This short introduction of the geological history of the Planet should leave you with the understanding that it took an epochal change for life, as we know it, to arise. As we are beginning to observe the transition to a new epoch we are significantly influencing, many new ethical and practical questions confront us. Schwagërl’s, The Anthropocene, provides us a science journalist’s view of these questions and his thoughts about what kind of response is called for. He draws heavily on the work of Paul Crutzen, a Nobel-winning scientist, recognized for his contributions to the team that discovered the cause of the ozone hole. Crutzen, at a meeting in Mexico in 2000, used the word, Anthropocene, to emphasize his belief that we are entering a new epoch, triggered by human interactions with the planetary system. After introducing us to Crutzen, Schwagërl spends several chapters elaborating our geological history and the system of epochal identification.
It is important to note that the idea of the Anthropocene is just that, an idea. The International Commission on Stratigraphy (the official body that names geological time periods) has not agreed with Crutzen and others, and won’t be able to for another few thousand years or at least until the change is recorded in the characteristics of the earth’s surface. Schwagërl, like Crutzen, believes that a new name of our time on the Planet might and should wake people up, first, to an awareness that we are, indeed, changing our life support system, and second, to the need to adapt our ways of life. Much of the rest of the book is devoted to the second part, discussion about how we can and should adapt. Unlike many doomsayers, people he disagrees with, Schwagërl takes a positive stance of the future. He says:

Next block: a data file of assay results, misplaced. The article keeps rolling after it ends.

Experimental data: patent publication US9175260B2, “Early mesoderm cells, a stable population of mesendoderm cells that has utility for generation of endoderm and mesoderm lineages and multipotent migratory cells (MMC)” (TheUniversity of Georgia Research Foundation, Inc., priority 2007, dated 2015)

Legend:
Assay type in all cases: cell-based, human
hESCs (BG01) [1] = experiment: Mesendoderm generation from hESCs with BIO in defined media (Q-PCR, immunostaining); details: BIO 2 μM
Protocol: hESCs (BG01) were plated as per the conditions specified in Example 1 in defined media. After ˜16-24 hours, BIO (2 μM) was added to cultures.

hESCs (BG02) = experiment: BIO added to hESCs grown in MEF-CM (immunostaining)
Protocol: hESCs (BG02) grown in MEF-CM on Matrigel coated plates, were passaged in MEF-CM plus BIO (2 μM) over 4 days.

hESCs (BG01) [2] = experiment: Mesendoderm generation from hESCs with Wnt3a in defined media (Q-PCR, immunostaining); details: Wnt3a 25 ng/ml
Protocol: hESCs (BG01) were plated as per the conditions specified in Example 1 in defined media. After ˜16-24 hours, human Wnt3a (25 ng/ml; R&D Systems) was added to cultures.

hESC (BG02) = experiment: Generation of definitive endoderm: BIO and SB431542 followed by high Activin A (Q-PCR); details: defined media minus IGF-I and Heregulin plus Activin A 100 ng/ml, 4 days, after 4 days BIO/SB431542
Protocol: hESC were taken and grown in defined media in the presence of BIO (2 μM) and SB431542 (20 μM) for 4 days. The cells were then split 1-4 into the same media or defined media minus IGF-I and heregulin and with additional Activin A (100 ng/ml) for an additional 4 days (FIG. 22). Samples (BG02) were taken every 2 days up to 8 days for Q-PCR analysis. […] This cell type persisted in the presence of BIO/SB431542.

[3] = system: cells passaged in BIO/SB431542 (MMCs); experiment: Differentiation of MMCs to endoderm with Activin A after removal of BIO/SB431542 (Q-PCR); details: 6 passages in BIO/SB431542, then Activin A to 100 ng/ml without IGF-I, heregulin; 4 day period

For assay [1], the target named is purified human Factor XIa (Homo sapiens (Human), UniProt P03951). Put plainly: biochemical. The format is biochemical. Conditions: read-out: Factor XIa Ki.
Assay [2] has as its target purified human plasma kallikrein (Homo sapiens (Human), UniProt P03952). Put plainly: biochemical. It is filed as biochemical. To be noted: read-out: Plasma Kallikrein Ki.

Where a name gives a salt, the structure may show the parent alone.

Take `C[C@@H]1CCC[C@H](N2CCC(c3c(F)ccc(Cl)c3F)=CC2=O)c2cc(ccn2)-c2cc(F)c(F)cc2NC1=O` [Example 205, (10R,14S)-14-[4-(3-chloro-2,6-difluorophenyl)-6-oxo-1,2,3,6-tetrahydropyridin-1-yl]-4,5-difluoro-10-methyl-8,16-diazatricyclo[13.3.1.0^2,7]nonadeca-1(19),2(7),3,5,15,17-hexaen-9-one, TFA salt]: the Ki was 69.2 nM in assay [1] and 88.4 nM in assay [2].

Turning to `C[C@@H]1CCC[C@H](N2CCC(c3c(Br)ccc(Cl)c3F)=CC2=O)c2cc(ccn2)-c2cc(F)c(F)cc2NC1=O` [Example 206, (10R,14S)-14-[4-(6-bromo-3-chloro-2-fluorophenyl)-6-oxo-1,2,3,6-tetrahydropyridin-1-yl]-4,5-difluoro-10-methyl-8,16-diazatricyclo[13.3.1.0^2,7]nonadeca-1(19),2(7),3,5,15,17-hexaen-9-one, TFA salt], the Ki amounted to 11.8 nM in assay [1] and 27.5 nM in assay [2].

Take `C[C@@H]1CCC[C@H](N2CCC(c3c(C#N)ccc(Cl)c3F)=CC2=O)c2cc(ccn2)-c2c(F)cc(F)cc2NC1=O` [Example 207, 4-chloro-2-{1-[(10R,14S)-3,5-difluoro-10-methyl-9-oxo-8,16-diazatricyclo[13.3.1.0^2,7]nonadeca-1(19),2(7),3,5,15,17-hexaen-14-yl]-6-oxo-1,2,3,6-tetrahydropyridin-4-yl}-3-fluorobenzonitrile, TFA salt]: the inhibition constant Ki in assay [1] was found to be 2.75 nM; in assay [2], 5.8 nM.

I believe the Anthropocene idea can help people see themselves as active, integrated participants in an emerging new nature that will make earth more humanist rather than just humanized. It would be absurd if an idea named the Anthropocene were characterized by a negative view of humans (p. 33).
The book is primarily a collection of facts and opinions, rather than an independent, ab initio analysis. This is not meant to be a criticism, only a description of the book. There are nearly 500 footnotes referring to the work of others, about 2 per page. Early on, Schwagërl points to four factors that are arguably causing the shift:
Every human act changes the world in the Anthropocene, he writes. It always did, but without the visible consequences we are observing. Further he says there is no inside and outside in the old sense of nature as existing outside of the human world; there is only the “great inside” (p. 45). I don’t quite agree; we have always been a part of, not outside of, the rest of the world whether it is called nature or some other word. It’s only the modern Cartesian duality that produces this apparent arbitrary boundary, but that has let us hack away at the world without noticing it. Schwagërl, here and elsewhere, is not always clear about this relationship, but writes effectively about the possibility that simply using a new word for the geological world may make this arbitrary bound begin to disappear.